(Bloomberg) — When it comes to the U.S. stock market, millennials can’t even.
That’s the conclusion of a Goldman Sachs Group Inc. survey that found 18 percent of the young adults trusted the stock market as “the best way to save for the future.” More than 20 percent of the respondents said they didn’t know enough about it, while another 16 percent said stocks are either too volatile or the marketplace isn’t fair for small investors.
American demographics are shifting and Wall Street is taking notice. Millennials, usually defined as those between the ages of 18 and 34, are entering their prime savings years as the Baby Boom generation heads toward retirement.
“Millennials will become the most important financial generation in America and the industry will have to adapt to meet their needs,” Goldman Sachs analysts Conor Fitzgerald and Sarah Cha wrote in the survey.
Goldman Sachs questioned 752 people in the age group about issues ranging from homeownership to privacy and payment preferences. The margin of error in the poll was 3.5 percent, according to the firm.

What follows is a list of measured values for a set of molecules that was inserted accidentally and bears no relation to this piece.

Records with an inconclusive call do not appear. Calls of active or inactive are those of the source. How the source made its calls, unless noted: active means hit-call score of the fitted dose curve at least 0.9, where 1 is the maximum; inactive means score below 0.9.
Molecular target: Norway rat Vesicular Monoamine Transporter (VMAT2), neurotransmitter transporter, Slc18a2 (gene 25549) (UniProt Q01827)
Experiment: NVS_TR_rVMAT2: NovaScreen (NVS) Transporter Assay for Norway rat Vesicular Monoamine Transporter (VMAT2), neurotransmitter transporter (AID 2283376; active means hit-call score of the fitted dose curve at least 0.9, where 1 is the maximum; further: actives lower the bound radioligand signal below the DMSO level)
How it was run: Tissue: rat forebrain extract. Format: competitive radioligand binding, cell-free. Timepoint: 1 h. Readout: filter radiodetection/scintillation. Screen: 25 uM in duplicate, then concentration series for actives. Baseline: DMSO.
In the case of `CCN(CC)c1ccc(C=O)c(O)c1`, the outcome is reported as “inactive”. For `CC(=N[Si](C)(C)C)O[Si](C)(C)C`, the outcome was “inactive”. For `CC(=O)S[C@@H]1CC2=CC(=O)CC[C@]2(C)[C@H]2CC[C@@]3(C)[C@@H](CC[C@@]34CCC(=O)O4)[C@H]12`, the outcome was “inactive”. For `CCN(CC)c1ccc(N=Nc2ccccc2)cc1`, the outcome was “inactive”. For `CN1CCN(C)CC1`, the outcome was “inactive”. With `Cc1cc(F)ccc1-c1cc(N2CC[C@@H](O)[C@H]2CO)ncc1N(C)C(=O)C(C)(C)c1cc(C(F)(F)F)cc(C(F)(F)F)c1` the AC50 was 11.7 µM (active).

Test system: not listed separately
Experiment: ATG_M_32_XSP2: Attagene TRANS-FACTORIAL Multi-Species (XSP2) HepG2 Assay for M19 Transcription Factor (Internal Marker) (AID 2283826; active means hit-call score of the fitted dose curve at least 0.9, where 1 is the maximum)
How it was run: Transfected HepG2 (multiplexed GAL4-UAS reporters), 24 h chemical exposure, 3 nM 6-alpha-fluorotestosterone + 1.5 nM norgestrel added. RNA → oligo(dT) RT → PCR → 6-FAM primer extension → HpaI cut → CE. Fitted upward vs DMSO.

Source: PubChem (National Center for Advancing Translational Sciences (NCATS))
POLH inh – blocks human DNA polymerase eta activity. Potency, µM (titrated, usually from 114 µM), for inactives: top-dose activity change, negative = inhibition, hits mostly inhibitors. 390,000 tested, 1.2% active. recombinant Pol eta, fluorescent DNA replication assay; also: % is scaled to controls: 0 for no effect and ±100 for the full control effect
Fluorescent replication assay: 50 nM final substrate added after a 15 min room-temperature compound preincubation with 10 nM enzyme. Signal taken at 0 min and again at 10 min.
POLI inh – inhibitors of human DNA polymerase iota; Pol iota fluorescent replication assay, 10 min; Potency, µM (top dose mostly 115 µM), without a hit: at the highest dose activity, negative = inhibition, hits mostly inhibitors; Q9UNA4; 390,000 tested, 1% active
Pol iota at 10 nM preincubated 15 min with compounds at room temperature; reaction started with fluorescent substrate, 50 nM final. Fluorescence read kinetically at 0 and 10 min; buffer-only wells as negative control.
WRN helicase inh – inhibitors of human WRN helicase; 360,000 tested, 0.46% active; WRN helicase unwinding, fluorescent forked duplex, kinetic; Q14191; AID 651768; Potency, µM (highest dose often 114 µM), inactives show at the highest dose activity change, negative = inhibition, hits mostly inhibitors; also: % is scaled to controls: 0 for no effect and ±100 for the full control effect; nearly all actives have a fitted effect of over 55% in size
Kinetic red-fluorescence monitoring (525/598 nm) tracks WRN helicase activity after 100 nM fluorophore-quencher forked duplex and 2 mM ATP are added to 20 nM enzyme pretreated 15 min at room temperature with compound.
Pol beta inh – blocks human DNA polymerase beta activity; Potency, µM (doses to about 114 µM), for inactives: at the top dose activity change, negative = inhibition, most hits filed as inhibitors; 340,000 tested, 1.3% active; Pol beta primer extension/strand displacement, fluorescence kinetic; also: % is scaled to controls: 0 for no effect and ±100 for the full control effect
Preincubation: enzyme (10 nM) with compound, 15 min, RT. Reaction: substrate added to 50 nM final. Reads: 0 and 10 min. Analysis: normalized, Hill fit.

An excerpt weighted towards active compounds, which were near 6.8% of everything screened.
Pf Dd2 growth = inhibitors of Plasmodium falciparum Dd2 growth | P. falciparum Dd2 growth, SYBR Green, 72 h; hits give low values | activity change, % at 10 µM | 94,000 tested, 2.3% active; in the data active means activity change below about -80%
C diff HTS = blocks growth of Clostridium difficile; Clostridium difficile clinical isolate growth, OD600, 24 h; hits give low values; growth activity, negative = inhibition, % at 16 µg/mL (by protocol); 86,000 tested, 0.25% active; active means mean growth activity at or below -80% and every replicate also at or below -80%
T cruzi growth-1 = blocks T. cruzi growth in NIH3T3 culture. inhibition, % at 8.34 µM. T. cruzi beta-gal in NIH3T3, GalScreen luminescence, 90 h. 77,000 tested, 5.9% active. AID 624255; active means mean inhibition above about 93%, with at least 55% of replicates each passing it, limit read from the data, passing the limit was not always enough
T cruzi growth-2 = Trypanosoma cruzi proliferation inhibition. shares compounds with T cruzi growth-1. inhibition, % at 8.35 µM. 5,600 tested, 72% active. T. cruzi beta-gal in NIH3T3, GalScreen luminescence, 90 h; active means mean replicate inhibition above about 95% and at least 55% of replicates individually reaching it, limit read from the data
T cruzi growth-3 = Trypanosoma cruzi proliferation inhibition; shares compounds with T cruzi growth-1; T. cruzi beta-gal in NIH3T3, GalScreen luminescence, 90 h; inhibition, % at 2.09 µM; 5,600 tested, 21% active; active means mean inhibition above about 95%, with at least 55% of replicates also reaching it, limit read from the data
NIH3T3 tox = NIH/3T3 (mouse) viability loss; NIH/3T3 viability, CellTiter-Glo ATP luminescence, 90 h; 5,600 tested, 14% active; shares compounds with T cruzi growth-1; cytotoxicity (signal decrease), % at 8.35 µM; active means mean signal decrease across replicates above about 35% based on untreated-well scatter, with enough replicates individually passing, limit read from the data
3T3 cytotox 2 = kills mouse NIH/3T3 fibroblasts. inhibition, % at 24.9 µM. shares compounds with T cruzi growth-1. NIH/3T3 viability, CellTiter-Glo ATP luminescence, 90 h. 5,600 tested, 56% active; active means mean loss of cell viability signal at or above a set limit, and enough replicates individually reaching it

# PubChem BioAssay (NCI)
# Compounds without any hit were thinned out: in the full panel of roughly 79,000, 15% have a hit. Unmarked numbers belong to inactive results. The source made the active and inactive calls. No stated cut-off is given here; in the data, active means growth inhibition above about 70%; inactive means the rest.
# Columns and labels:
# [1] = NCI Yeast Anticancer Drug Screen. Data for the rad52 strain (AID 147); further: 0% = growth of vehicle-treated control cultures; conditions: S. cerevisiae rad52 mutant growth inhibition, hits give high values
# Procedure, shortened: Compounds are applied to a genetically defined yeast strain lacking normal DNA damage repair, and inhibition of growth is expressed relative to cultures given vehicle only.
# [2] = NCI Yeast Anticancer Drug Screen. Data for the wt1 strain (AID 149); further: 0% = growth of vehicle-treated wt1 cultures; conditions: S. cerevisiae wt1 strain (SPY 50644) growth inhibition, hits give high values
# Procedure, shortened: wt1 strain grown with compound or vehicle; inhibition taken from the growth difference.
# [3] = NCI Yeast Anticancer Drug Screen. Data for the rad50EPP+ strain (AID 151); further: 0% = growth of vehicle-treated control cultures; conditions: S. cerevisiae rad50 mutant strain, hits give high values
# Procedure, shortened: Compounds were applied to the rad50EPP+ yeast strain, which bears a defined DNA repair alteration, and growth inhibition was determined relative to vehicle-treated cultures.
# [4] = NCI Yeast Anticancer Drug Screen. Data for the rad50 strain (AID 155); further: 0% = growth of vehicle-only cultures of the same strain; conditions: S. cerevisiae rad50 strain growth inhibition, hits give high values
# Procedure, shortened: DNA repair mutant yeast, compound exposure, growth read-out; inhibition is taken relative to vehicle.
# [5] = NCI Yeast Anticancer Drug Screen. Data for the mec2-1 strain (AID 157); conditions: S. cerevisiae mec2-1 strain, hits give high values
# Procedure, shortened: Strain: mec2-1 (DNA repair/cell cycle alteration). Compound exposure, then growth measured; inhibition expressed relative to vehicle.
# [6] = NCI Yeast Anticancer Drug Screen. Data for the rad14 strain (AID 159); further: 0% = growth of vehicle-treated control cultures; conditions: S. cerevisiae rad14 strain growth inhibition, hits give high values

While young adults have witnessed a bull market in which stocks have more than tripled since 2009, they are also exposed to voices from Federal Reserve Chair Janet Yellen to billionaire Warren Buffett cautioning about stock-market valuations. The market’s composition has also changed with the advent of high- frequency traders, dark pools, and even a novel form of market manipulation called “spoofing.”